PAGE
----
We’re very proud of Make: Electronics, the beginner’s guide to electronics written by MAKE contributing editor Charles Platt. It has consistently been an O’Reilly bestseller and has already been through several printings. It’s a hit! It seems to fulfill the exact purpose we set for it, which was to basically be a truly accessible, plain-spoken, visual beginner’s guide to electronics for the early hours of the 21st century. If you’re new to electronics and interested in diving right in, experimenting with components, and then learning about the theories behind them (a process Charles dubbed “learning by discovery”), you really should check out this book.
To give you a chance to do just that, we’re running a giveaway, thanks to our pals in the Maker Shed. To be eligible, all you have to do is tell us in comments what’s the biggest nagging question you have about electronics. Are you wondering in which direction electrons actually flow? What all of those little letters after “V” (voltage) are for on a circuit diagram? What the third power post on a common breadboard is for? What flux is all about? No question is too basic. And after the drawing, we’ll try and answer as many of these questions as we can. If you don’t have any questions, you can help (and be eligible for the drawing) by answering questions or sharing some interesting information about electronics that beginners might benefit from.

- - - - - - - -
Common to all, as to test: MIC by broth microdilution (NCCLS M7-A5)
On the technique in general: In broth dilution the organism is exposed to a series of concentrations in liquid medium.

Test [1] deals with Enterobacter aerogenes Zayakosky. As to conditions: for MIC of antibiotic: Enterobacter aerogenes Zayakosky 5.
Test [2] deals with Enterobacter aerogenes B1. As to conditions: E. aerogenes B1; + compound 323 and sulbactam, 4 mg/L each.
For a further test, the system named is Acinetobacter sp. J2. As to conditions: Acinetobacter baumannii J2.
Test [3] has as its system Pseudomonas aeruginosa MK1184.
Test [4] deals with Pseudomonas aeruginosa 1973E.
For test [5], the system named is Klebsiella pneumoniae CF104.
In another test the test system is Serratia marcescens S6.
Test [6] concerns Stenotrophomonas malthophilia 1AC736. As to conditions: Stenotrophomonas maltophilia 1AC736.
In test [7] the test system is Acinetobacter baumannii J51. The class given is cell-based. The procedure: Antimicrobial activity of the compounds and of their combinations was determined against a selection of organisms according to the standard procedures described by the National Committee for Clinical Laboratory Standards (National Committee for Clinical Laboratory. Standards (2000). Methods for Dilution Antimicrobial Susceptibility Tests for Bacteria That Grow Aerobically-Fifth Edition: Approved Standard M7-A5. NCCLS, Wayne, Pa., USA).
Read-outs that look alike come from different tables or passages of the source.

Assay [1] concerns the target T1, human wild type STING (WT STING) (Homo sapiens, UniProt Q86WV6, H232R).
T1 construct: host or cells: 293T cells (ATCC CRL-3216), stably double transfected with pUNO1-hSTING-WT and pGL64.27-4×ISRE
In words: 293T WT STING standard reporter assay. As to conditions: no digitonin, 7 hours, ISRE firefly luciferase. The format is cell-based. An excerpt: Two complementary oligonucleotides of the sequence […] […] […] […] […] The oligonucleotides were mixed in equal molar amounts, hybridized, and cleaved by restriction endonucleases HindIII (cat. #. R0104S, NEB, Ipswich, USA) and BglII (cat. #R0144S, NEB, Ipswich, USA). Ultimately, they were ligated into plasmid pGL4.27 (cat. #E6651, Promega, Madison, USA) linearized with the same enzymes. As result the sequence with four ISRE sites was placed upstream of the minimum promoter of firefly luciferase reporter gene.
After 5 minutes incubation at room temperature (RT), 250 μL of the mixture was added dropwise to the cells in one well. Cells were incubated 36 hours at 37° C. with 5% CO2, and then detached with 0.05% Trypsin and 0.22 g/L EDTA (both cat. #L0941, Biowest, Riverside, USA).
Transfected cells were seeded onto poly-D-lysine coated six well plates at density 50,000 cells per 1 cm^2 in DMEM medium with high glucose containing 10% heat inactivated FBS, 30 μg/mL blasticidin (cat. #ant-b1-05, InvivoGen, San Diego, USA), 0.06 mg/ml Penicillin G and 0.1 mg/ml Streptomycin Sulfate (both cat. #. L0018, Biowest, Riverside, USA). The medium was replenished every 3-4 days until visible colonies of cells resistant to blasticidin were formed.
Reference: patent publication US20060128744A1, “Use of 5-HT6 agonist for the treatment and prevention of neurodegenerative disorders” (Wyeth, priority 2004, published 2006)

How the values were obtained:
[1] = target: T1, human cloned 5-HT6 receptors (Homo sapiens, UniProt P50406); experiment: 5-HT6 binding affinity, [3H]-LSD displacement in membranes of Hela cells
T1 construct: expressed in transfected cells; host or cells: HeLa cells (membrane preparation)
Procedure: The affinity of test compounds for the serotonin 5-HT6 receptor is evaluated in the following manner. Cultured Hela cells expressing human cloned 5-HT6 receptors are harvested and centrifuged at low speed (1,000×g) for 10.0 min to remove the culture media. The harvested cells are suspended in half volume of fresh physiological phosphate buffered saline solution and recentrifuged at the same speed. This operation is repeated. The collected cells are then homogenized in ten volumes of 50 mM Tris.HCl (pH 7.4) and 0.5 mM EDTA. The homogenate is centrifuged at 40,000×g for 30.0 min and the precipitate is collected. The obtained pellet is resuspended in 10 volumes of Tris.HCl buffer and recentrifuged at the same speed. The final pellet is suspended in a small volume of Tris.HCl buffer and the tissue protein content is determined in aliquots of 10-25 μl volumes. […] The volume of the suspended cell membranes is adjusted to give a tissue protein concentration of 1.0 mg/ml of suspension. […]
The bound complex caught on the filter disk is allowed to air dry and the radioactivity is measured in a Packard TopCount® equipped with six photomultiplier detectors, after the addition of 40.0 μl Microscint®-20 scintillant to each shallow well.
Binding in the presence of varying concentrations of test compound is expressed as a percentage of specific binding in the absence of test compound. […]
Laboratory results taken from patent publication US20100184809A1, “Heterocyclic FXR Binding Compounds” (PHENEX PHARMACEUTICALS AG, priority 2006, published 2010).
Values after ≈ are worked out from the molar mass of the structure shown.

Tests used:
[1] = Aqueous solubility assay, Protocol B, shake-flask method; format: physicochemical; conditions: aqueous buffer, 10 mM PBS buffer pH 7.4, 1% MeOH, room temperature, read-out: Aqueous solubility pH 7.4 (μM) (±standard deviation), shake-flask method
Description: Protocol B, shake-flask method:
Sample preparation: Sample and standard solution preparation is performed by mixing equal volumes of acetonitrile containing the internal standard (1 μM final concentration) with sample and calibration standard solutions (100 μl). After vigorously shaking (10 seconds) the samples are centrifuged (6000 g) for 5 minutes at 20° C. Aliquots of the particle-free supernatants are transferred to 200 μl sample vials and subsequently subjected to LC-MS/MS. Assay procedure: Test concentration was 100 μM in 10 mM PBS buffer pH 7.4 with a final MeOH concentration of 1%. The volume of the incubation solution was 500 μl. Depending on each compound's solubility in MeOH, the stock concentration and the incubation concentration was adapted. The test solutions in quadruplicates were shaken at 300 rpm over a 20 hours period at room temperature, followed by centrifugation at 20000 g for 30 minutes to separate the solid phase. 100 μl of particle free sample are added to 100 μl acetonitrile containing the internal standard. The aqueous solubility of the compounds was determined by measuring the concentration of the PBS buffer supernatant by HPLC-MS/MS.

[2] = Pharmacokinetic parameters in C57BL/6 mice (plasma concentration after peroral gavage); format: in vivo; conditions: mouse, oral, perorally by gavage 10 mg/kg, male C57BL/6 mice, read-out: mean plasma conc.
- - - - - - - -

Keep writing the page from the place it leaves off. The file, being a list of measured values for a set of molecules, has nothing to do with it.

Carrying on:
We’ll be giving away five (5) copies of the book. Deadline for comment entries is 11:59pm PST, Wednesday, Jan 26th. Winners will be announced on Thursday morning. Good luck.
- Make: Electronics – Interview with Charles Platt & Gareth Branwyn
- James Floyd Kelly completes Make: Electronics
- Make: Electronics and the 555 man
In the Maker Shed:
Want to learn the fundamentals of electronics in a fun and experiential way? Start working on some excellent projects as soon as you crack open this unique, hands-on book. Build the circuits first, then learn the theory behind them! With Make: Electronics, you’ll learn all of the basic components and important principles through a series of “learn by discovery” experiments. And you don’t need to know a thing about electricity to get started.